- Cape student sues, accuses school officials of slamming her to ground multiple times (04/28/16)42
- Bob Evans restaurant in Cape Girardeau among chain's 21 closings (04/26/16)9
- Missouri House votes to allow concealed weapons without permits (04/28/16)6
- Two hurt in motorcycle wreck on Interstate 55 (04/25/16)1
- Law firm requests information about Cape's traffic cameras (04/25/16)2
- Local lawmakers split over failed medical marijuana bill; voters may have a say (04/26/16)19
- Police report filed, but no charges in incident at Cape Central (04/29/16)23
- Tanker truck catches fire near Oak Ridge (04/24/16)7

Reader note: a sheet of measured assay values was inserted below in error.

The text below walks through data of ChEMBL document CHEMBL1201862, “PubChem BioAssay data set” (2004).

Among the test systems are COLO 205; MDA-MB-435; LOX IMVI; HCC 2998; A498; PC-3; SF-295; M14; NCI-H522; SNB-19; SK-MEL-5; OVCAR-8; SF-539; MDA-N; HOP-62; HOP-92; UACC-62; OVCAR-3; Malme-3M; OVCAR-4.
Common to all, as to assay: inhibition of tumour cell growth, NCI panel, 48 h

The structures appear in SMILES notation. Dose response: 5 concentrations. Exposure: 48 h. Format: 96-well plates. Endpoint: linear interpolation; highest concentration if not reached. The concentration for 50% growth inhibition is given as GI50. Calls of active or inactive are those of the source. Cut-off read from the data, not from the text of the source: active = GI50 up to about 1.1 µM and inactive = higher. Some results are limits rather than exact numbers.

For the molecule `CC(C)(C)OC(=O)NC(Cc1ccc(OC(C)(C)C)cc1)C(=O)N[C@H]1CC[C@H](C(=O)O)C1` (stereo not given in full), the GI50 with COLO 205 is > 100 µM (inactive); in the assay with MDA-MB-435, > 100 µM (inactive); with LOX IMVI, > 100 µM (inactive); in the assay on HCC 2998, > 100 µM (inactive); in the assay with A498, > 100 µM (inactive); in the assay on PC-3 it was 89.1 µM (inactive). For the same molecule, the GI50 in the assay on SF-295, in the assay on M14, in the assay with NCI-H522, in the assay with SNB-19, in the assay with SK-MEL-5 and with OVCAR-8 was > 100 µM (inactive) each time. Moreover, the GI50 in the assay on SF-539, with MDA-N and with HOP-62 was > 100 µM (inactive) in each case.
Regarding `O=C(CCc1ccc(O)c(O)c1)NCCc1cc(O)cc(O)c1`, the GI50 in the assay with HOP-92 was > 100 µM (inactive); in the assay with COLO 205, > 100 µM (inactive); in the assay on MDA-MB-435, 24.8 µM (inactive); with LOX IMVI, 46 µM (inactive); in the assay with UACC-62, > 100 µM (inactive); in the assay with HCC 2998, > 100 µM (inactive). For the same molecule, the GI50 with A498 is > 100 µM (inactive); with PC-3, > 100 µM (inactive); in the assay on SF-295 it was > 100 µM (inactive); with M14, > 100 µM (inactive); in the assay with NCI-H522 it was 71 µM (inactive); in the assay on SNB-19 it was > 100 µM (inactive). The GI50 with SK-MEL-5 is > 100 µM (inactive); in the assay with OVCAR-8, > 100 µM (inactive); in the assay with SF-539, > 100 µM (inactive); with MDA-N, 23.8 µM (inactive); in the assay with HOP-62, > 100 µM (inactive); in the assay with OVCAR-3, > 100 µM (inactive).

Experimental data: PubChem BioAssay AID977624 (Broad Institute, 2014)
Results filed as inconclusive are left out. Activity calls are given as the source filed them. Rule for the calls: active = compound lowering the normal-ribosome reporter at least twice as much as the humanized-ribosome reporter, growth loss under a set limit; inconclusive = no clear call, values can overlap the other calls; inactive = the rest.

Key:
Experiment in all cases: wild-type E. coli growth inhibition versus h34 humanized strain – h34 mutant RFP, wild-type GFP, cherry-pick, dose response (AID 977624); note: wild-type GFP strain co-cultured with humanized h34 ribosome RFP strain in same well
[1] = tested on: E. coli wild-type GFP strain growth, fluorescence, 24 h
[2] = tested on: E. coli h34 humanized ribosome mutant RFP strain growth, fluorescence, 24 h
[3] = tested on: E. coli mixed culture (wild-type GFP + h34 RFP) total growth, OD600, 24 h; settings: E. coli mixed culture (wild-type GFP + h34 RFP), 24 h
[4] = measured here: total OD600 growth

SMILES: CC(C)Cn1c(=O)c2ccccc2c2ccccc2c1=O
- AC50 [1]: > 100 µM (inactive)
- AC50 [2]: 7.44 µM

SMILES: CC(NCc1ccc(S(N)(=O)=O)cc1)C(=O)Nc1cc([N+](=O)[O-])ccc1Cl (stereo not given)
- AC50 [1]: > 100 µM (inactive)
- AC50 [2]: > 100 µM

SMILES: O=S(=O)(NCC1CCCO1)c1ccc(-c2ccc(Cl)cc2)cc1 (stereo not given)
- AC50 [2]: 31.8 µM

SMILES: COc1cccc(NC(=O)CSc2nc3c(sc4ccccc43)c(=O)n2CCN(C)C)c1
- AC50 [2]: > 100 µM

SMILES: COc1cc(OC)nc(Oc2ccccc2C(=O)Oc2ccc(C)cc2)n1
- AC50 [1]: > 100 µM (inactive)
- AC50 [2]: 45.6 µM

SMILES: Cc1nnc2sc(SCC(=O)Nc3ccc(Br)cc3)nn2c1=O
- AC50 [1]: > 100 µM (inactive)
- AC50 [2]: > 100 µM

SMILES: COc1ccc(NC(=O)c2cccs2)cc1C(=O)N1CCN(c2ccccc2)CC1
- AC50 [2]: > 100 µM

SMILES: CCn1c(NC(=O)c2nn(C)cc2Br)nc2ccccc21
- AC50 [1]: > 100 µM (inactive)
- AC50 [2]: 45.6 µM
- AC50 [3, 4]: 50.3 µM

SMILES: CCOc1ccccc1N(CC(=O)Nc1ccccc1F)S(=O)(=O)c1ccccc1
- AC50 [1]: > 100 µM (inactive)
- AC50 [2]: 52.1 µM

- Local company makes eco-friendly kitty litter that cuts cat-box smell (04/25/16)
- Senator introduces bill for I-57 that would connect Sikeston with Little Rock (04/28/16)4
Crops, soil dry out further in Missouri
COLUMBIA, Mo. -- The recent break from Missouri's oppressive summer heat has done little to help crops and pastures.
In its weekly update, the Agricultural Statistics Service reported Monday that supplies of topsoil and subsoil moisture were just 1 percent adequate -- with the 1 percent due to irrigation in southeastern Missouri.
Ninety-eight percent of pastures throughout Missouri were ranked in poor to very condition, and livestock producers are still coping with massive shortages of stock water.
Missouri's corn crop is rated 27 percent poor and 57 percent very poor. Farmers have already cut 10 percent of their corn for grain, more than three weeks earlier than normal.
Soybeans are also faring poorly, with only 6 percent in good to excellent condition.
Rainfall throughout Missouri averaged less than one-quarter of an inch last week.